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Chornobyl + 20: This is Our Land–We Still Live Here
Meyerson Hall, Dean’s Alley
The Graduate Program in Historic Preservation at the Weitzman School of Design presents Chornobyl + 20: This is Our Land - We Still Live Here, an exhibition of photographs by Myron O. Stachiw, Serhiy Marchenko, and Andrew M. Stachiw; curated by Myron O. Stachiw and Serhiy Marchenko. The exhibition will be on view from September 30 through October 11. A lecture 'Cultural Rescue' in the Chornobyl Zone: Documenting Traditional Culture in a Post-Apocalyptic Environment by the exhibition curator, Myron O. Stachiw, will be on October 2 at 6pm, reception to follow.
The very word ‘Chornobyl’ elicits deep emotional responses: fear - for one’s health and for the health of the planet; sorrow - for the disruptions of life and the losses of loved ones, of homes, of a way of life; confusion – about the true impacts and consequences of the disaster; betrayal - by government authorities who repeatedly and intentionally deceived their people and failed to provide them with the information and support they needed; hopelessness - for the future, for recovery, for one’s children; nostalgia - for a simpler world free of nuclear power and its consequences. Chornobyl’ +20 This is Our Land–We Still Live Here explores these emotions and the realities of life in the irradiated territories of Ukraine in the aftermath of the world’s worst nuclear accident and now ‘heritage’ destination.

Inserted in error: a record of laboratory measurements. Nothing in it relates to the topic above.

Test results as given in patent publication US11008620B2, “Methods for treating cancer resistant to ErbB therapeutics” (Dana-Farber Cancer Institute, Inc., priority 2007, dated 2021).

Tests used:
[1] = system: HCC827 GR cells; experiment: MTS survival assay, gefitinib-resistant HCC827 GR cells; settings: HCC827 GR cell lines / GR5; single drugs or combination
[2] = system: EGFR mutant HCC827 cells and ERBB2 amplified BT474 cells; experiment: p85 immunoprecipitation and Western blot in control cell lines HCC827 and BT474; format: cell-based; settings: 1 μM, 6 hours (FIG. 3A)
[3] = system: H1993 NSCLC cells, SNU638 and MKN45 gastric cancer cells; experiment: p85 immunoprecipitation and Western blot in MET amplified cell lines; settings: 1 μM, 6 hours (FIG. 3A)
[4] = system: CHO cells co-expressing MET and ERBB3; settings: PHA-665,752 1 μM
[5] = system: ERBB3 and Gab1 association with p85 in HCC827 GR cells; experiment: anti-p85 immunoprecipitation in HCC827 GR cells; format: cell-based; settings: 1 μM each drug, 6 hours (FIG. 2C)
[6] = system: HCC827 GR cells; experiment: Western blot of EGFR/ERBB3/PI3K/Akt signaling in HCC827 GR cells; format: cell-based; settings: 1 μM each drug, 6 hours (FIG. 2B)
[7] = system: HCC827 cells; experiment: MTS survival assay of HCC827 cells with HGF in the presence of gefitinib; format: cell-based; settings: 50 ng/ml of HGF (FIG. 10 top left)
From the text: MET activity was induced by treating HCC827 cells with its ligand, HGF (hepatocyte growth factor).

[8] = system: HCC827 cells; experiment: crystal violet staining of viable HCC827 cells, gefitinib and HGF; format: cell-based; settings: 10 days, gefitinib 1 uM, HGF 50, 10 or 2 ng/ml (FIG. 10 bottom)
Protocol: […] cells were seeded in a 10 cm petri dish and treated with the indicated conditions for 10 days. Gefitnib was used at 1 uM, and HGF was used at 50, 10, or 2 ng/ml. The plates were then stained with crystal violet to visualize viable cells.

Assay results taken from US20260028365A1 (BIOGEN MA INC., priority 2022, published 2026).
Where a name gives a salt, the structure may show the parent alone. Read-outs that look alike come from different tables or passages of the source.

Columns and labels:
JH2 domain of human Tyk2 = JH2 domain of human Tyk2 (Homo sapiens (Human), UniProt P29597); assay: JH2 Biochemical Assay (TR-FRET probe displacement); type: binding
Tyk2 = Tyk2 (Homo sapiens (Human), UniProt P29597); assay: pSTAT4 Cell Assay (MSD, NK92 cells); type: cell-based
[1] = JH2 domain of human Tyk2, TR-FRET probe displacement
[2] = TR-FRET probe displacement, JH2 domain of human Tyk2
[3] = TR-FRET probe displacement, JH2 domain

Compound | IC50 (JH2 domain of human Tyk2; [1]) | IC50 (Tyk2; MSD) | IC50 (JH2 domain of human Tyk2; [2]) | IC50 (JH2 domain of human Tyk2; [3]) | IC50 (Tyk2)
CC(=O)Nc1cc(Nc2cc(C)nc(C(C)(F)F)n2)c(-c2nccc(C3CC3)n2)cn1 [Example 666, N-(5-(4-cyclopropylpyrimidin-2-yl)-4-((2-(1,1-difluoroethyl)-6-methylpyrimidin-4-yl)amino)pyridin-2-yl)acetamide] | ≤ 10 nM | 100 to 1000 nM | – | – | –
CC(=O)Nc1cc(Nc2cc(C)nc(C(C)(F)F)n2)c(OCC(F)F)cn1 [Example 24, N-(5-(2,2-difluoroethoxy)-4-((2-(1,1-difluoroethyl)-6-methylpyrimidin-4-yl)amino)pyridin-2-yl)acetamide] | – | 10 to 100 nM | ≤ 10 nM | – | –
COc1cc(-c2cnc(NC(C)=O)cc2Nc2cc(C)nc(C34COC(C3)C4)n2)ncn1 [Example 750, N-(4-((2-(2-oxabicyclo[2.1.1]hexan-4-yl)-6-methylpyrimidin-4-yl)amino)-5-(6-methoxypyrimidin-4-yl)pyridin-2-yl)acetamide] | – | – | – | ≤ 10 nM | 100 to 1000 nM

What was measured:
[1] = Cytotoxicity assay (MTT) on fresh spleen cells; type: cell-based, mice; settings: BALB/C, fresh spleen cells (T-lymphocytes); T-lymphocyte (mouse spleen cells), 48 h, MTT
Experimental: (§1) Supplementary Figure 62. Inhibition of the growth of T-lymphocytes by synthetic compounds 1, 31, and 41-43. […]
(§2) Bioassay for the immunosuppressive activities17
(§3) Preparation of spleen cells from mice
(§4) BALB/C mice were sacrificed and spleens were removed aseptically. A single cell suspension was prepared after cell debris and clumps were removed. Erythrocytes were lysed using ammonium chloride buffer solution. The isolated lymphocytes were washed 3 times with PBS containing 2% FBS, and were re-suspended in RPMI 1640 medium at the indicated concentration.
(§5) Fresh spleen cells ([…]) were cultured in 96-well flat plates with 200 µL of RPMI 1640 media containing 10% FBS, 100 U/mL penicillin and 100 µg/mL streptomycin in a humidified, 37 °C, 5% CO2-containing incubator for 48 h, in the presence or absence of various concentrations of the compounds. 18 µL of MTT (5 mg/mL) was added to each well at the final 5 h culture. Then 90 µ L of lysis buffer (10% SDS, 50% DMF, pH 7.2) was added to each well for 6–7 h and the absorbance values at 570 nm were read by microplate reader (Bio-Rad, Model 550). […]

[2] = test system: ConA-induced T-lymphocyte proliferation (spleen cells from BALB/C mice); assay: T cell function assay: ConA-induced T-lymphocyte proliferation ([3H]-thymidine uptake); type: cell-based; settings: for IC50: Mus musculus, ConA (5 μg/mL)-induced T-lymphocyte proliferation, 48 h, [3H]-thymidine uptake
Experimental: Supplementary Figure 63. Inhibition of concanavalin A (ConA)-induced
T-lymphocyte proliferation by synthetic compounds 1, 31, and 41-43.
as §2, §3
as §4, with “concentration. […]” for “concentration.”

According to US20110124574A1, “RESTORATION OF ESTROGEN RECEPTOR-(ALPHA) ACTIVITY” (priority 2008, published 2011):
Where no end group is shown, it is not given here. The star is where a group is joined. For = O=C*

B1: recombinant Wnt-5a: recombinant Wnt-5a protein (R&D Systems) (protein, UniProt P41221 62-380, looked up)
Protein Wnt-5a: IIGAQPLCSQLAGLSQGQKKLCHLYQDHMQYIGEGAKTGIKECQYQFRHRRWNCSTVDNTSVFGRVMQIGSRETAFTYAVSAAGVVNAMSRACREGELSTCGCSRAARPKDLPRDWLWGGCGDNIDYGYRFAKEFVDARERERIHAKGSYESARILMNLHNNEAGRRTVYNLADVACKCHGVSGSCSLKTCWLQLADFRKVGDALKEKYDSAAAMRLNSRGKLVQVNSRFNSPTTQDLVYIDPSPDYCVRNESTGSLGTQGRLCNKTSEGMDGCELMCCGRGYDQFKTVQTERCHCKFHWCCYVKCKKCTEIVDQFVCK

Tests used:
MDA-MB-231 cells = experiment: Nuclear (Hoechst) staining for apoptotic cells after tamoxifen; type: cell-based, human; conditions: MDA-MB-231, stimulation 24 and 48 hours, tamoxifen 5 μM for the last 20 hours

Myron Stachiw lived in Ukraine from 2004 – 2012, first as a recipient of a Fulbright Scholar Award (2004-2006) and then as the director of the Fulbright Program in Ukraine and the Ukraine Office of the Institute of International Education (2006-2012). The focus of his Fulbright Scholar project was a study of the process of cultural rescue undertaken by Ukrainian scholars within the heavily irradiated territories of Ukraine resulting from the April 26, 1986, Chornobyl Nuclear Power Plant reactor explosion and subsequent emission of massive quantities of radioactive material.